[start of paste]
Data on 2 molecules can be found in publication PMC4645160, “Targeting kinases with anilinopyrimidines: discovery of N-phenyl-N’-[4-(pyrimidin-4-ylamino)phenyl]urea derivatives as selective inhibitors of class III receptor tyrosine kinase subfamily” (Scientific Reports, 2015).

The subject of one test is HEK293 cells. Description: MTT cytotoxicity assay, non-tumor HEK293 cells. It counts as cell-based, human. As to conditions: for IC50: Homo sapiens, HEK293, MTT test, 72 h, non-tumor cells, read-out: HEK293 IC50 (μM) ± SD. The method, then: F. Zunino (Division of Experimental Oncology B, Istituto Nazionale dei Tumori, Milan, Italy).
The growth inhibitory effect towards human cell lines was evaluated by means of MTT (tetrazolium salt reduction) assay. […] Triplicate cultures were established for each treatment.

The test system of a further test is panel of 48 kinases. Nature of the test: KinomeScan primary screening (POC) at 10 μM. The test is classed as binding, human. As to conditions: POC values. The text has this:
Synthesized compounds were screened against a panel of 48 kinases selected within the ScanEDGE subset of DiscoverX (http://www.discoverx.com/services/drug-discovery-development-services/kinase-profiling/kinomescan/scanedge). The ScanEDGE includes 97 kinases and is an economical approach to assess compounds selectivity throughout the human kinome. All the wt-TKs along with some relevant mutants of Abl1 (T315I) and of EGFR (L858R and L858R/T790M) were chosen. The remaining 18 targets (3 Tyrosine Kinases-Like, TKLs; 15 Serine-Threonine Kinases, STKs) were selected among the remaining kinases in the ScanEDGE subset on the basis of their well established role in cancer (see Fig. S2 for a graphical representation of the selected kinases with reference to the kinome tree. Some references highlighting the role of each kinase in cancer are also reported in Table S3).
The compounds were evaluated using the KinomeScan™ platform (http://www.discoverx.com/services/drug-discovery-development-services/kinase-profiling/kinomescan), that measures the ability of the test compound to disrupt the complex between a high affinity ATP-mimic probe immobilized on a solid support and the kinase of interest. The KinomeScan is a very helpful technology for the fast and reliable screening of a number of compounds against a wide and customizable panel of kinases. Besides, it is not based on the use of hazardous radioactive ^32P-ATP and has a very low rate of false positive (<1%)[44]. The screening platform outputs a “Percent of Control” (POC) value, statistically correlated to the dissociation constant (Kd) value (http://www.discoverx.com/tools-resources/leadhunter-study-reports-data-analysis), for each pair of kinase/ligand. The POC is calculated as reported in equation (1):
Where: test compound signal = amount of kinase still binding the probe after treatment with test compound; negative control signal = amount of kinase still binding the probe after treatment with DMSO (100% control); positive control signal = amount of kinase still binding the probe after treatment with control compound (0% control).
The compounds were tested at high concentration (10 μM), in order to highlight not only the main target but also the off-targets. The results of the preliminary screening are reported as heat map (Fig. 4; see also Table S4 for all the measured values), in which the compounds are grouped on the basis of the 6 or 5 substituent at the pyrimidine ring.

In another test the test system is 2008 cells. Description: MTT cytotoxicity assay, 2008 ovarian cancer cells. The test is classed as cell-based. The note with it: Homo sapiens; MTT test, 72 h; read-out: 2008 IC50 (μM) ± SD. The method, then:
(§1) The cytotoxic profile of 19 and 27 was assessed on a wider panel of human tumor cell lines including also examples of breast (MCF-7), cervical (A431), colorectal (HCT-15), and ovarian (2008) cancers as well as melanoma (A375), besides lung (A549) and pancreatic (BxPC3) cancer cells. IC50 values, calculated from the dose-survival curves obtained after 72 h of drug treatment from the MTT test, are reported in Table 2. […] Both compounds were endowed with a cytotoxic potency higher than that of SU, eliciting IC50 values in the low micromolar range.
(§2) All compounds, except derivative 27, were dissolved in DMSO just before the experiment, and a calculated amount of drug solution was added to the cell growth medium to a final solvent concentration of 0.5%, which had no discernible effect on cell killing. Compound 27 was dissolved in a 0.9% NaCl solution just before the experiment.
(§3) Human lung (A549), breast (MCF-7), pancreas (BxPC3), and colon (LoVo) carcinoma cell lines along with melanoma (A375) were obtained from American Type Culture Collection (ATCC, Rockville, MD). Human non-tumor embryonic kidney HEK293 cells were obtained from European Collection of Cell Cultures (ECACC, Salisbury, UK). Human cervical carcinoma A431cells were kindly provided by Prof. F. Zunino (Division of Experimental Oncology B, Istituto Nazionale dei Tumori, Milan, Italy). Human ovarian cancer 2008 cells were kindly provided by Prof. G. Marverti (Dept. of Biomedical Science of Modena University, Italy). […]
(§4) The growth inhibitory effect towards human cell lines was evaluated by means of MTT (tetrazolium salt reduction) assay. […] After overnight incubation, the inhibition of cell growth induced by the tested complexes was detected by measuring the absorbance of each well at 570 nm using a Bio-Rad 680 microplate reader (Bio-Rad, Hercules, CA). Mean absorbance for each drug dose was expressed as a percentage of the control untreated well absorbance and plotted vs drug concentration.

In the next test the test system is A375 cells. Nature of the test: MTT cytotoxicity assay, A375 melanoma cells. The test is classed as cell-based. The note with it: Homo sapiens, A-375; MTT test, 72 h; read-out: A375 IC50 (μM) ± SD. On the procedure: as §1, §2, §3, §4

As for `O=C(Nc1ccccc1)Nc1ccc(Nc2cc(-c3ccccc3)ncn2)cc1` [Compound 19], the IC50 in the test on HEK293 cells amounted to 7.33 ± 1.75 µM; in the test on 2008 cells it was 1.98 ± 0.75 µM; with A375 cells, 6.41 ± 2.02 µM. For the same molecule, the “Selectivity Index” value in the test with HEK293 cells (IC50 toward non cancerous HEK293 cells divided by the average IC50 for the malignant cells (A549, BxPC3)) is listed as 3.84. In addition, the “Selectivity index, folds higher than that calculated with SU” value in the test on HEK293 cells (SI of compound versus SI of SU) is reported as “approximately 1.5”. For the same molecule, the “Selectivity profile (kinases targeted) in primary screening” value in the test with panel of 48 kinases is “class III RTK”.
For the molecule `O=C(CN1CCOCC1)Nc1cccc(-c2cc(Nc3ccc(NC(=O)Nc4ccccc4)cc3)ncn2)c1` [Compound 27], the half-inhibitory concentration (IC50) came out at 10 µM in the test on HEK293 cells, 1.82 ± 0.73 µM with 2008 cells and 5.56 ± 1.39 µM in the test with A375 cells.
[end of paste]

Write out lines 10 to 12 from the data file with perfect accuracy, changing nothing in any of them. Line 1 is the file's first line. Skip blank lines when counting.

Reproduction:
(§1) The cytotoxic profile of 19 and 27 was assessed on a wider panel of human tumor cell lines including also examples of breast (MCF-7), cervical (A431), colorectal (HCT-15), and ovarian (2008) cancers as well as melanoma (A375), besides lung (A549) and pancreatic (BxPC3) cancer cells. IC50 values, calculated from the dose-survival curves obtained after 72 h of drug treatment from the MTT test, are reported in Table 2. […] Both compounds were endowed with a cytotoxic potency higher than that of SU, eliciting IC50 values in the low micromolar range.
(§2) All compounds, except derivative 27, were dissolved in DMSO just before the experiment, and a calculated amount of drug solution was added to the cell growth medium to a final solvent concentration of 0.5%, which had no discernible effect on cell killing. Compound 27 was dissolved in a 0.9% NaCl solution just before the experiment.
(§3) Human lung (A549), breast (MCF-7), pancreas (BxPC3), and colon (LoVo) carcinoma cell lines along with melanoma (A375) were obtained from American Type Culture Collection (ATCC, Rockville, MD). Human non-tumor embryonic kidney HEK293 cells were obtained from European Collection of Cell Cultures (ECACC, Salisbury, UK). Human cervical carcinoma A431cells were kindly provided by Prof. F. Zunino (Division of Experimental Oncology B, Istituto Nazionale dei Tumori, Milan, Italy). Human ovarian cancer 2008 cells were kindly provided by Prof. G. Marverti (Dept. of Biomedical Science of Modena University, Italy). […]